Evaluation of neuro-intensive care unit performance in China: predicting outcomes of Simplified Acute Physiology Score II or Glasgow Coma Scale

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Abstract

Background

Severity scoring systems are useful tools for measuring the severity of the disease and its outcome. This pilot study was to verify and compare the prognostic performance of the Simplified Acute Physiology Score II (SAPS II) and Glasgow Coma Scale (GCS) in neuro-intensive care unit (N-ICU) patients.

Methods

A total of 1684 patients consecutively admitted to the N-ICU at Xuanwu Hospital between January 1, 2005 and December 31, 2011 were enrolled in this study. The data-base included admission data, at 24-, 48-, and 72-hour SAPS II and GCS. Repeated measure data analysis of variance, Logistic regression analysis, the Hosmer-Lemeshow goodness-of-fit statistic, and the area under the receiver operating characteristic were used to evaluate the performance.

Results

There was a significant difference between the SAPS II or GCS score at four time points (F=16.110, P=0.000 or F=8.108, P=0.000). The SAPS II scores or GCS score at four time points interacted with the outcomes with significant difference (F=116.771, P=0.000 or F=65.316, P=0.000). Calibration of the SAPS II or GCS score at each time point on all patients was good. The percentage of a risk estimate prediction corresponding to observed mortality was also good. The 72-hour score have the greatest consistency. Discriminations of the SAPS II or GCS score at each time were all satisfactory. The 72-hour score had the greatest discriminative power. The cut-off value was 33 (sensitivity of 85.2% and specificity of 74.3%) and 6 (sensitivity of 70.6% and specificity of 65.0%). The SAPS II at each time point on all patients showed better calibration, consistency and discrimination than GCS. The binary Logistic regression analysis identified physiological variables, GCS, age, and disease category as significant independent risk factors of death. After the two variables including underlying disease and type of admission were excluded, we built the simplified SAPS II model. A correlation was suggested between the simplified SAPS II score at each time point and outcome, regardless of the diagnosis.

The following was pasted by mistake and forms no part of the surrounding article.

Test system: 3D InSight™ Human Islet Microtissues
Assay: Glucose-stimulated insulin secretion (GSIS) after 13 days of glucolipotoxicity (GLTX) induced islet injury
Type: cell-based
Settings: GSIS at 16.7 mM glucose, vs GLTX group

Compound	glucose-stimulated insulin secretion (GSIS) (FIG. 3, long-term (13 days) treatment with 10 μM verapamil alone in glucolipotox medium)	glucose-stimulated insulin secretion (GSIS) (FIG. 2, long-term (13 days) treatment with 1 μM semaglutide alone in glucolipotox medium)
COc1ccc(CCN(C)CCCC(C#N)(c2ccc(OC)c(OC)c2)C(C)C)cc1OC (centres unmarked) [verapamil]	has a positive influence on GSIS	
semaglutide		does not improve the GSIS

Conclusions

The GCS scoring system tends to be a little weaker in the predictive power than the SAPS II scoring system in this Chinese cohort of N-ICU patients. The advantage of SAPS II scoring system still exists that it dose not need to take into account the diagnosis or diseases categories, even in the special N-ICU. The simplified SAPS II scoring system is considered a new idea for the estimation of effectiveness.

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